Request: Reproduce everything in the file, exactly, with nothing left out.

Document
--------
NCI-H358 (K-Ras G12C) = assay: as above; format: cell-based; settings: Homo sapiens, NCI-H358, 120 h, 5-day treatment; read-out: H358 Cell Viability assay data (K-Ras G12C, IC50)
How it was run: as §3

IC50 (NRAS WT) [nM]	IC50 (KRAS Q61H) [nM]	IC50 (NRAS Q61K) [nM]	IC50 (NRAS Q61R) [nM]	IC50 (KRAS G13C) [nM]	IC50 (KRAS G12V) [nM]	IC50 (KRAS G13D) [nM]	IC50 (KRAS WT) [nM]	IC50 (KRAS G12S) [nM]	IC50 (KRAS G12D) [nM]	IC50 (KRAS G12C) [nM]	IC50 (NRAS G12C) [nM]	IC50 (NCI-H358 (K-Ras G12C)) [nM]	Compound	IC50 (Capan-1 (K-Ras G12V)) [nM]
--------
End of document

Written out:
NCI-H358 (K-Ras G12C) = assay: as above; format: cell-based; settings: Homo sapiens, NCI-H358, 120 h, 5-day treatment; read-out: H358 Cell Viability assay data (K-Ras G12C, IC50)
How it was run: as §3

IC50 (NRAS WT) [nM]	IC50 (KRAS Q61H) [nM]	IC50 (NRAS Q61K) [nM]	IC50 (NRAS Q61R) [nM]	IC50 (KRAS G13C) [nM]	IC50 (KRAS G12V) [nM]	IC50 (KRAS G13D) [nM]	IC50 (KRAS WT) [nM]	IC50 (KRAS G12S) [nM]	IC50 (KRAS G12D) [nM]	IC50 (KRAS G12C) [nM]	IC50 (NRAS G12C) [nM]	IC50 (NCI-H358 (K-Ras G12C)) [nM]	Compound	IC50 (Capan-1 (K-Ras G12V)) [nM]